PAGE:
Fact of the Week: If not for the 2002 EU e-Privacy Directive, Venture Capital Investments into EU-Based Online Services Firms Could Have Been 57 Percent Greater, Cumulatively, by 2013

John Wu May 29, 2018
May 29, 2018

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Overly restrictive data-privacy regulation burdens the digital economy and limits innovation by reducing investment in online services firms such as those dealing in news, advertising, and cloud computing. These firms collect and parse large amounts of data to optimize and improve their products to generate revenue. Making it harder for online services firms to generate revenue naturally deters further investments in them.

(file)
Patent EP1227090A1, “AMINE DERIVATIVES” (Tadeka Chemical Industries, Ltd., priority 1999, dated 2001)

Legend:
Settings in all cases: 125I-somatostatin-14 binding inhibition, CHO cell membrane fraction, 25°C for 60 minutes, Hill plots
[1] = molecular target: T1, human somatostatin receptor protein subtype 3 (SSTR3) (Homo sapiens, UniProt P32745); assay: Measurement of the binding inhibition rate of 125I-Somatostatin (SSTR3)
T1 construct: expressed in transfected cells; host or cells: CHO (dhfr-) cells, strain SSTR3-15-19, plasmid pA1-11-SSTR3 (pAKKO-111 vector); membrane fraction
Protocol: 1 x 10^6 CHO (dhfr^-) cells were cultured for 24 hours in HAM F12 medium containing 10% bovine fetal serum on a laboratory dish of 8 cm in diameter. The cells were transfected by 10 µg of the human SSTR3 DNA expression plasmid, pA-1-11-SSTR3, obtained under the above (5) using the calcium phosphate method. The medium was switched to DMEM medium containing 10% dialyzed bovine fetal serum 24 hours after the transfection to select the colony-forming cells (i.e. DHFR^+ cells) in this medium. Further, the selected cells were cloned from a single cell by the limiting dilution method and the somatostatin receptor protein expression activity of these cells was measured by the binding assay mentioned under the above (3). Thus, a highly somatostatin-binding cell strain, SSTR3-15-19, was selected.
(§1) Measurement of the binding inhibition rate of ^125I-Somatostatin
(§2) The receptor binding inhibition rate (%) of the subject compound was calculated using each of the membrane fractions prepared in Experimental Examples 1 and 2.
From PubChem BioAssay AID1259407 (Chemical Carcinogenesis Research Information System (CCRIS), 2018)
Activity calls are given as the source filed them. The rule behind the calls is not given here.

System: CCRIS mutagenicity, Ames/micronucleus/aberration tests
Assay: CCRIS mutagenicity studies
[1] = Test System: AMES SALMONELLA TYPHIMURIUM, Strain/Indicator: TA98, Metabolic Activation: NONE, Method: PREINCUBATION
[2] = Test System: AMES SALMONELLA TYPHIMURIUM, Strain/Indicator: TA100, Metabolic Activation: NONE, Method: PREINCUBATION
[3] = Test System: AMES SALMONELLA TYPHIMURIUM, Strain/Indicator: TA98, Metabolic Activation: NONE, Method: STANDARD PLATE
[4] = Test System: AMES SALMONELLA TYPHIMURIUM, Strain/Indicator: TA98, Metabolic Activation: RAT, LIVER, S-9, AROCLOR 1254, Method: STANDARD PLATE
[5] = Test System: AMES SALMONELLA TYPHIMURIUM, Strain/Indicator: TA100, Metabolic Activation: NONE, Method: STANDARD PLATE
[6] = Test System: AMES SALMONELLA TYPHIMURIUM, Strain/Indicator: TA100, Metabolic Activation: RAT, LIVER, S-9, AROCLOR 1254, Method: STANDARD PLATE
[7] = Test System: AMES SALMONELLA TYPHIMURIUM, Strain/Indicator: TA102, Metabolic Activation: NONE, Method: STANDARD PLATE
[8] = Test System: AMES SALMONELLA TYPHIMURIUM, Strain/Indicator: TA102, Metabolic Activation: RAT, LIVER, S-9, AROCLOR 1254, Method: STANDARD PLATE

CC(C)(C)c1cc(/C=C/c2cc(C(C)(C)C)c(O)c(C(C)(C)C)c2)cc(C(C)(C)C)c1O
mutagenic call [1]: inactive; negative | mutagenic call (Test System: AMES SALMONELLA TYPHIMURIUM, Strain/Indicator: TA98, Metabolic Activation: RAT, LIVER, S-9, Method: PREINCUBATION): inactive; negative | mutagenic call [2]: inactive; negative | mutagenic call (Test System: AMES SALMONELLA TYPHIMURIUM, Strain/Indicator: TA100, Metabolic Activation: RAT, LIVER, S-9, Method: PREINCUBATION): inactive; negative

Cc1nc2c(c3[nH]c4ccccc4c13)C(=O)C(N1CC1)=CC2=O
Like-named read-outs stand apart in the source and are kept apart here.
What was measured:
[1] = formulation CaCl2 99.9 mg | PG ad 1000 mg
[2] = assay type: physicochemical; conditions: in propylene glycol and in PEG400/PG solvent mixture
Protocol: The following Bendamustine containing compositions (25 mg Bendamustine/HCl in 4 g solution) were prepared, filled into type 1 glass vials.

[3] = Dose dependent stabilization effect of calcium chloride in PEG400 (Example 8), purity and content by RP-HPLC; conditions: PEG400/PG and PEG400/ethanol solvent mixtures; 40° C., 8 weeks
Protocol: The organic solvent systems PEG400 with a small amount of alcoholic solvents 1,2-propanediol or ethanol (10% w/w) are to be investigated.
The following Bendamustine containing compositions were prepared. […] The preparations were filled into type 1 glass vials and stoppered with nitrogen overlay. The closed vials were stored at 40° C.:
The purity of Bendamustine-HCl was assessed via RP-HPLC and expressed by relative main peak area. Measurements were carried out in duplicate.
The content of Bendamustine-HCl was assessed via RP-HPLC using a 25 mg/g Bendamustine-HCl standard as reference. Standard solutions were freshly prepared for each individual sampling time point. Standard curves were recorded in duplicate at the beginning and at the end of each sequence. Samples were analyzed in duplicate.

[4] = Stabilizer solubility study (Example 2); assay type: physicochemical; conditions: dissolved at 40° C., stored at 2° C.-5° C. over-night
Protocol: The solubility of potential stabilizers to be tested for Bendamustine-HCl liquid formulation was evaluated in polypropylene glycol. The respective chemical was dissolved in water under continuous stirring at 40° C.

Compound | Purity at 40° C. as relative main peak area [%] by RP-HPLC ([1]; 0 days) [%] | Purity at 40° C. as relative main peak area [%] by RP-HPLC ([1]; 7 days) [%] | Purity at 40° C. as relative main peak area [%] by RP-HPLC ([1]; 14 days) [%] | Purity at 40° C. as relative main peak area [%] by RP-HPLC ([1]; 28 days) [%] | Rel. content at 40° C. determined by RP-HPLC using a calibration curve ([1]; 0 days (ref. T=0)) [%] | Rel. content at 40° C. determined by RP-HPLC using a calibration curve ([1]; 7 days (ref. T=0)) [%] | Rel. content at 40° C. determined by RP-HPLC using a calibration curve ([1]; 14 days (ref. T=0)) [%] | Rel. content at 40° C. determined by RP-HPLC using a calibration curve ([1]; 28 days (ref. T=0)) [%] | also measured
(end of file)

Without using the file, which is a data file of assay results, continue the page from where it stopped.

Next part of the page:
A recent report from the Centre for European Policy Studies analyzed how the 2002 EU e-Privacy Directive impacted venture capital investments into online services. This directive enacted restrictive provisions on site traffic data, consumers’ information confidentiality, and use of cookie technology. The report estimates that from 2003 to 2013 venture capital investments in such firms decreased by up to 57 percent compared to the previous baseline trend, or a cumulative $125 million.

With the EU’s new General Data Protection Regulation now coming into effect, EU digital services firms that depend on optimizing user data as their primary means of generating revenue can expect their industries to experience further decreases in investment.